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Have good, get give
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Just curious about this. Would pulling a trailer in and of itself increase wear of anything in particular on a bike? Would it be ill advised for long term application on a carbon frame?
 

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Your tires obviously. And the rear qr's take a beating- it is good to use a cheap steel one instead.
 

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culdeus said:
Just curious about this. Would pulling a trailer in and of itself increase wear of anything in particular on a bike? Would it be ill advised for long term application on a carbon frame?
Depends on how you define excessive, I guess. Personally, I bought my bikes to ride, and if they can't do what I want, I bought the wrong ones. I'm confident my Atlantis would pull a trailer full of bowling balls forever, but it probably would last longer if I didn't use it for that.
In an absolutely unrelated (sort of) note, I'm constantly amazed at the number of people who laugh at steel, won't consider anything but carbon, then stay up at night worrying if the carbon will break if they use it or if it shouldn't be stored outside in cold weather or some damn thing.
 

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Have good, get give
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Discussion Starter · #4 ·
Well I don't have a carbon frame now, but want one and couldn't justify getting it if I can't pull a trailer long term with no worries.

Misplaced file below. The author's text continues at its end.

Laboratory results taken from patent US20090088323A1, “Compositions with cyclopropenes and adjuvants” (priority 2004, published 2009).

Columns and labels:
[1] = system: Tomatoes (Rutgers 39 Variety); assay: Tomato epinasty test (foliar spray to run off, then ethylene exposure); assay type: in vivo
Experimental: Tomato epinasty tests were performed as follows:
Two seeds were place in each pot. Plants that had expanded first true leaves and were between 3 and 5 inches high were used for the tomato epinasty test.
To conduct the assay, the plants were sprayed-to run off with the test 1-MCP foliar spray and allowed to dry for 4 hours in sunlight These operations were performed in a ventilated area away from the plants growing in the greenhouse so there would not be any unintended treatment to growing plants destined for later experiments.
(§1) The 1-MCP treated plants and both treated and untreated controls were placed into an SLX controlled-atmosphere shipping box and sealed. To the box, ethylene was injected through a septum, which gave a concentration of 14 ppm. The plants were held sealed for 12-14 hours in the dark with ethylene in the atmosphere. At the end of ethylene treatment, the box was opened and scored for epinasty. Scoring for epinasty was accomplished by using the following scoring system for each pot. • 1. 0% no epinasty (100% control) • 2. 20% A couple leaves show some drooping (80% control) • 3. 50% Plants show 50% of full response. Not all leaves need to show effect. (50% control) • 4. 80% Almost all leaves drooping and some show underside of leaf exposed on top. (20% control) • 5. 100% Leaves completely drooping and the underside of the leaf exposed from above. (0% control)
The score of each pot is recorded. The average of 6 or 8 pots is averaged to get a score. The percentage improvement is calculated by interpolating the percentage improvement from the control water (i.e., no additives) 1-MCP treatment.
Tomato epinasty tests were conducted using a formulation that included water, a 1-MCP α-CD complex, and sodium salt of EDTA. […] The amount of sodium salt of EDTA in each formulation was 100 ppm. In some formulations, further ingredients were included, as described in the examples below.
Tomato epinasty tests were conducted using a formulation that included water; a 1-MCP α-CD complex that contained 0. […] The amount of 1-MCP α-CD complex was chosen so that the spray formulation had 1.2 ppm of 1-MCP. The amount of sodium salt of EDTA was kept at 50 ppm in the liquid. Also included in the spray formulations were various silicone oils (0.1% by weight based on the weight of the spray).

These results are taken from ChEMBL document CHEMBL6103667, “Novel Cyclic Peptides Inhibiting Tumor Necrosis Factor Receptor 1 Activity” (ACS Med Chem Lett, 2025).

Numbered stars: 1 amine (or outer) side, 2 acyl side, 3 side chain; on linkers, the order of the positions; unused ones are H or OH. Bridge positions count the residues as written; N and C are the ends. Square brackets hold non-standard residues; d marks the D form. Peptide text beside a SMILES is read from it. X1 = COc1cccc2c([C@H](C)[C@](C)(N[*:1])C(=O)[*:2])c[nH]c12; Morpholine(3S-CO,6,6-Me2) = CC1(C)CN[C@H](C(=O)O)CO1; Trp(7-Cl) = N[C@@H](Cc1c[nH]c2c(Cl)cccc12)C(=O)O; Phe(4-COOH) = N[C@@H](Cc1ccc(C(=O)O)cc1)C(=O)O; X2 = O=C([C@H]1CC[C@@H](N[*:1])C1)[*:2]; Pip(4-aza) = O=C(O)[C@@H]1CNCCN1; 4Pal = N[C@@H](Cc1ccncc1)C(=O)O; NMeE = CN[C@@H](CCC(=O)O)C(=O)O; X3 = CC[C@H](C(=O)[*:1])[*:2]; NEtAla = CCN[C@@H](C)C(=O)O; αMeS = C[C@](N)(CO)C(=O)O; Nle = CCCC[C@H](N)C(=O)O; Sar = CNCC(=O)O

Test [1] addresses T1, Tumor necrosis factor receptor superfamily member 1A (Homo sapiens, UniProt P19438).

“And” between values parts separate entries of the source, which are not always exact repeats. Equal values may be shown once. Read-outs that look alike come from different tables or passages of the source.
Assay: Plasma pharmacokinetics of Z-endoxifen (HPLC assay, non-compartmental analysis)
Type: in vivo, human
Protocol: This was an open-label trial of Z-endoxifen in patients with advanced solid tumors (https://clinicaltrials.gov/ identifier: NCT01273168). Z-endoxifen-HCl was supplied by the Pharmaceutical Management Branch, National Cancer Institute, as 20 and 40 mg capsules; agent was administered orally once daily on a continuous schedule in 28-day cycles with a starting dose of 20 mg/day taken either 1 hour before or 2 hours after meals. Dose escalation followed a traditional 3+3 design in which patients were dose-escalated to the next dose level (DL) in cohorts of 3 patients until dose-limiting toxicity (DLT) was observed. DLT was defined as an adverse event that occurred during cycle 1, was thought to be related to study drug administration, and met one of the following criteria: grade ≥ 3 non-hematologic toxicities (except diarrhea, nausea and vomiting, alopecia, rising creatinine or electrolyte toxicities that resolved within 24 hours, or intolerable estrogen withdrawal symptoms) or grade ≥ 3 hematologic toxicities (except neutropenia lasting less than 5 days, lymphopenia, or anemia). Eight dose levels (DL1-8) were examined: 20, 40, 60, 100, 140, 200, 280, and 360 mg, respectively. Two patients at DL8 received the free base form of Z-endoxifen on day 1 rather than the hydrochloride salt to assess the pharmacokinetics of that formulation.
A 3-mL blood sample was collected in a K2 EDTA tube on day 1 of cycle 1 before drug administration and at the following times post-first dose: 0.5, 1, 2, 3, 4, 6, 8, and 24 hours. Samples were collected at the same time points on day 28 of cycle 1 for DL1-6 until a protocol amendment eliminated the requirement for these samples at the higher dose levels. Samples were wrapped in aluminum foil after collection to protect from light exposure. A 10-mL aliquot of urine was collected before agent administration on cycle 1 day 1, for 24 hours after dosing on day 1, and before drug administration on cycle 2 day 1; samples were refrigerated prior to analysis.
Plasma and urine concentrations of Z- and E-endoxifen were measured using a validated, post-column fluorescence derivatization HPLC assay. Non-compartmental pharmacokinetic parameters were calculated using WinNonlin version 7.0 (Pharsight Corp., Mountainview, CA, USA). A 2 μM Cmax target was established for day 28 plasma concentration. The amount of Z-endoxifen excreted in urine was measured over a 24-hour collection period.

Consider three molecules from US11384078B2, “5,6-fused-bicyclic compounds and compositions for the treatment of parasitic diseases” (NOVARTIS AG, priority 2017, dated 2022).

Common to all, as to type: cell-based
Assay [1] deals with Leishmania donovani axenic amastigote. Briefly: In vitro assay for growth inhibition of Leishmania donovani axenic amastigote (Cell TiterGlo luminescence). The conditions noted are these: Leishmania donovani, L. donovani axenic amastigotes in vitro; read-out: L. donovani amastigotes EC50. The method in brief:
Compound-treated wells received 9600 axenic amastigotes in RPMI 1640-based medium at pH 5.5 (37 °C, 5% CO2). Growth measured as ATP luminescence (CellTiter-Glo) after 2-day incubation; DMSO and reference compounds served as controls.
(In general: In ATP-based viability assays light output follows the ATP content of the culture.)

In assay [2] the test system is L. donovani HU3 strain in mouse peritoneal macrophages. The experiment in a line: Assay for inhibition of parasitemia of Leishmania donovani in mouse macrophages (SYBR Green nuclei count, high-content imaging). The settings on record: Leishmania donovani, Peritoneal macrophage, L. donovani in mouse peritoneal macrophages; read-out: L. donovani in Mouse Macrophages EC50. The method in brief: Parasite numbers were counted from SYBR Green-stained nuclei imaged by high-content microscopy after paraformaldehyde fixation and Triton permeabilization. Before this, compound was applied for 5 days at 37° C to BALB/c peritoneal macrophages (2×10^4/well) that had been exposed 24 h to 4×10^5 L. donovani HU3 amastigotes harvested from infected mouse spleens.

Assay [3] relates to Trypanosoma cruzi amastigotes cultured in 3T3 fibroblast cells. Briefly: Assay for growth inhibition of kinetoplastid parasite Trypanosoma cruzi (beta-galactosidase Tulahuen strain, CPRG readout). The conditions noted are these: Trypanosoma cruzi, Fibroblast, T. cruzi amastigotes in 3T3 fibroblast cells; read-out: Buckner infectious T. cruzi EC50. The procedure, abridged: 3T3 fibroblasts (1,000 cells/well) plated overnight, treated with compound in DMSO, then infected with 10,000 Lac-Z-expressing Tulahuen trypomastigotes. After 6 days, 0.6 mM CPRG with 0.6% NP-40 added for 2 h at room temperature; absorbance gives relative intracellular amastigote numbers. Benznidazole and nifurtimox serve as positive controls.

I don't get why the tires would wear more, but I'm not that smart.
 

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culdeus said:
I don't get why the tires would wear more, but I'm not that smart.
Sure you are. Rear tire pulling greater load when accelerating or climbing, front tire absorbing more energy when braking; both causing more tread wear.
 

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The Cube
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what do you ride now? if this is just a jump to carbon idea, could you keep the current bike too, to use for trailering? if this is a need a new bike, don't have one now idea, buy an aluminum, and use the spare money to buy a used hybrid or MTB cheap for trailering.
 

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If you're not hauling my daughter you'll be fine. Not having eyes in the back of my head couldn't see her rubbing her feet on the rear tire. I'd catch her occasionally when I could hear it, but once she did it on a steep climb that other less fit riders were walking. I couldn't talk at that moment but looking back it was hilarious.
 

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Or not

JCavilia said:
Sure you are. Rear tire pulling greater load when accelerating or climbing, front tire absorbing more energy when braking; both causing more tread wear.
Well, maybe the heavier braking load on the front tire, but it would take a LOT of heavy braking to cause much rubber to scrub off. As to the rear tire, if the rider's power output doesn't change, then it's kind of hard to suggest that there would be faster rubber wear, since that is what causes tire wear. Just carrying weight does not significantly wear tires, since there is no scrubbing action to abrade the rubber.
 

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The only wear and tear I can see after 8 years of pulling my son around has to be on me.
My alum frame seems fine and I haven't eaten any tires or anything so I'd say you should be fine.

Ekh.
 

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Captain Obvious
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i was told not to use my carbon bike. dunno if it matters, but if you don't have a carbon bike, keep the current for for pulling a trailer if you're concerned.